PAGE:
A year ago, after eight years with Getty Images, photographer Daniel Berehulak left his staff position and set out as a freelancer. Berehulak's subsequent work for the New York Times , coupled with a POYI win and a Chris Hondros Award, are testament to the 38-year-old's talent. A solo show opening in New York this week highlights Berehulak’s recent work from India, Pakistan and Afghanistan over the past five years.
From the panoramic mountain vistas to the jungles and the beaches, Papua New Guinea—the largest tropical island in the world—is a naturally blessed and beautiful land. But a peaceful land it is not. A country of high unemployment, poor education and widespread corruption, Papua New Guinea is rife with ethnic conflict and infested with criminal gangs, known as ‘raskols,’ (the indigenous Tok Pisin word for criminals) that trade in guns, drugs intimidation and violence.
Over the past year, people around the globe endured epic, historic storms â€” literally and metaphorically â€” and were often left wondering, like countless generations before, whether the clouds would ever break. Peering through the dark lens of armed conflict, natural disasters and unfathomable barbarity in places as far-flung as Connecticut and Kandahar , we've all â€” at one time or another â€” wondered if the tide of catastrophe was, finally, simply going to overwhelm us.
Muck Rack makes it simple to find people, tweets, or articles that mention any name, keyword, company, hashtag etc. We've compiled this guide to help you make the most of your search.
Selecting a term
Start searching tweets, articles from media outlets, articles mentioned in tweets, journalists'
names, titles and bios with some suggested searches:
Companies or Topics (e.g. iPhone, Microsoft)
Phrases (e.g. "cloud computing") — use quotes to keep the terms together
Twitter handles (e.g. @username) — returns those who have mentioned or replied to
Names (e.g. "David Pogue")
Hashtags (e.g. #sxsw, #london2012)
Bio details (e.g. vegan, Olympics, father)
Muck Rack's Advanced Search allows for many boolean operators.
Find results that mention multiple specified terms, use AND or
+. For example, ensure each result contains both Elon Musk and Mark Zuckerberg by
searching Musk AND Zuckerberg or Musk + Zuckerberg.
Use the operators OR or , to broaden your search when you'd like either of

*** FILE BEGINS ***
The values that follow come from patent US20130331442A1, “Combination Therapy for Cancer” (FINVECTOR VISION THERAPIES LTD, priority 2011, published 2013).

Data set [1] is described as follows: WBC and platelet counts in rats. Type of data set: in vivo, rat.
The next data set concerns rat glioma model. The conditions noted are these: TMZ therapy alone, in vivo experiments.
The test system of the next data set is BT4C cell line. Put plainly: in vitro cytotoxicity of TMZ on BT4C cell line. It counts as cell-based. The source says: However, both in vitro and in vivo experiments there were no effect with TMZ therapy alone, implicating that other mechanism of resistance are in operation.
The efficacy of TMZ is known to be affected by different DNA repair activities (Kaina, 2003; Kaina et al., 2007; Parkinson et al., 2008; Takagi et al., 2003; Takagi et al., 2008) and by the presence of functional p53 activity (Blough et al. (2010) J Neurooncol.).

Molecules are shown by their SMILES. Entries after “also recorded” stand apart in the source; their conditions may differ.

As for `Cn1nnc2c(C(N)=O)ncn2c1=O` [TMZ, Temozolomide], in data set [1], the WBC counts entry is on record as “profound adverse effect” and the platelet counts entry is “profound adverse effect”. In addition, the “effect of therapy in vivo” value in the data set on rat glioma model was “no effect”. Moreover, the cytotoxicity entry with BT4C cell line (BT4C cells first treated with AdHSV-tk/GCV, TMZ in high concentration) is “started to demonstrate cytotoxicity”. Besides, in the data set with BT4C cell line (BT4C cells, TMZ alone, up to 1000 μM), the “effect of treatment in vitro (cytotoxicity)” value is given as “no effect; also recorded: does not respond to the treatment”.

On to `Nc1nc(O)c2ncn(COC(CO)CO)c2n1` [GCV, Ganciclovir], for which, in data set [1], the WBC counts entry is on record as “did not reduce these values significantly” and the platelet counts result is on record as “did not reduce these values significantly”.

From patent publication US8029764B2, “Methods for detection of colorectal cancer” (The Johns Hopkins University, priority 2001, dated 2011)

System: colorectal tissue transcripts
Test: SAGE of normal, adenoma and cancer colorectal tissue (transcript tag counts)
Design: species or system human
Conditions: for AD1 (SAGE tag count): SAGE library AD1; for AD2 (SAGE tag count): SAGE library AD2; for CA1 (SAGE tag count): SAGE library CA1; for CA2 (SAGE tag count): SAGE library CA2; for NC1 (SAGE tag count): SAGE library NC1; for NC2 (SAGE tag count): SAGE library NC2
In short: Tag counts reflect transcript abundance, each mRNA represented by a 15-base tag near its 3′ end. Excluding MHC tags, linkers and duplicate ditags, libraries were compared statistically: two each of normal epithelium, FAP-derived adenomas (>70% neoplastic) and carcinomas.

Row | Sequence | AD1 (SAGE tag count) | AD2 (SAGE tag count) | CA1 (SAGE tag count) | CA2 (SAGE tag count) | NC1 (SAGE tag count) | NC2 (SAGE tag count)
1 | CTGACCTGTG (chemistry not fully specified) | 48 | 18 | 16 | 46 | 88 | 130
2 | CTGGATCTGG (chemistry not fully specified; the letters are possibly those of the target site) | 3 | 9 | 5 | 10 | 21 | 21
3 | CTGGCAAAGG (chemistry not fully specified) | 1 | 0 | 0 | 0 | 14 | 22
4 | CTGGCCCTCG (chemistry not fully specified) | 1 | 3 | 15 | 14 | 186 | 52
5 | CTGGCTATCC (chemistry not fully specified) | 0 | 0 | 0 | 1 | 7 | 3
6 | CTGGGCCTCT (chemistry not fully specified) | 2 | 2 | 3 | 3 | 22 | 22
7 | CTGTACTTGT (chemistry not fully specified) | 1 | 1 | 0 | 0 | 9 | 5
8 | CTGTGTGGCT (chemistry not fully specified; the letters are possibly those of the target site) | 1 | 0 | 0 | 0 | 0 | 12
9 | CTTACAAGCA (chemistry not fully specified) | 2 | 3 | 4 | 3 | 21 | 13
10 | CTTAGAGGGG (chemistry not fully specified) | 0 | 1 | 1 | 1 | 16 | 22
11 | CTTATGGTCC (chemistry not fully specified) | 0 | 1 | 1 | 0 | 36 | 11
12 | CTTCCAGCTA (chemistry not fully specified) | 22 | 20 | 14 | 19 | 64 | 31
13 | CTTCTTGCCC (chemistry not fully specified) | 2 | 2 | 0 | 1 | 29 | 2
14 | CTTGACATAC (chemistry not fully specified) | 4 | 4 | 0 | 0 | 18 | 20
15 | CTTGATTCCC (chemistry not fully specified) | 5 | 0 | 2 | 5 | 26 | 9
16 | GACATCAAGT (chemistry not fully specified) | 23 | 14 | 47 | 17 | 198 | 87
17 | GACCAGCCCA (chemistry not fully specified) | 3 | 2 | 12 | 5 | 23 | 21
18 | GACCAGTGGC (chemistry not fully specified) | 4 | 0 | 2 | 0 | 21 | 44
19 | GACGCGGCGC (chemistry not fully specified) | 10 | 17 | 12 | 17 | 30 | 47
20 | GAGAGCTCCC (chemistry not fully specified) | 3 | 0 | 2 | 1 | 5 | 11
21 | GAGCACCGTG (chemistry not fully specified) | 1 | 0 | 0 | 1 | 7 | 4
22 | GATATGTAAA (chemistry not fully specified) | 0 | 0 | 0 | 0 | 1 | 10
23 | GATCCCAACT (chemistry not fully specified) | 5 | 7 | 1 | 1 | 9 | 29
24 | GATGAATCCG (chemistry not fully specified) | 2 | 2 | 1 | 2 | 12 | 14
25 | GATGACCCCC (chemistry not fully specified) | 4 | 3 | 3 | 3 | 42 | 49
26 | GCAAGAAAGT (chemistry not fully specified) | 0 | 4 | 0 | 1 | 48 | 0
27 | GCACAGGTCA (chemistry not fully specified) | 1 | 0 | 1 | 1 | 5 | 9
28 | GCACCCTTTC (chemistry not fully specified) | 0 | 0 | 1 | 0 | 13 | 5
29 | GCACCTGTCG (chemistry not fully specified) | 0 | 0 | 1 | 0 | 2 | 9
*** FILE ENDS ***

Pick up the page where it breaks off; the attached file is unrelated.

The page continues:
multiple terms to appear in results. (This is the default behavior of our search when no operators
are used). For example, results will contain either cake or cookie by searching cake OR cookie or cake,cookie
Use NOT or - to subtract results from your search. For
example, searching Disney will yield results about the Walt Disney Company as well as Walt Disney
World Resort. To exclude mentions of Disney World, search for Disney -World or Disney
When using one of these operators with a phrase, enclose it in quotation marks. For example, you can
find results about smartphones excluding Apple's iPhone 4S by searching smartphone -"iPhone
Exact case matching or punctuation
If you're searching for a brand name or keyword that relies on specific punctuation marks or capitalization, you can
find results that match your exact query by adding matchcase: before the keyword you're searching for, like matchcase:E*TRADE .
Use parentheses to separate multiple
boolean phrases. For example, to find journalists talking about having fun in Disney World or
Disneyland, search for ("disney world" OR disneyland) AND fun.
An asterisk can be used to search for any variation of a root word truncated by the asterisk. For example, searching for admin* will return results for administrator, administration, administer, administered, etc.
A near operator is an AND operator where you can control the distance between the words. You can vary the distance the near operation uses by adding a forward slash and number (between 0-99) such as strawberries NEAR/10 "whipped cream", which means the strawberries must exist within 10 words of "whipped cream".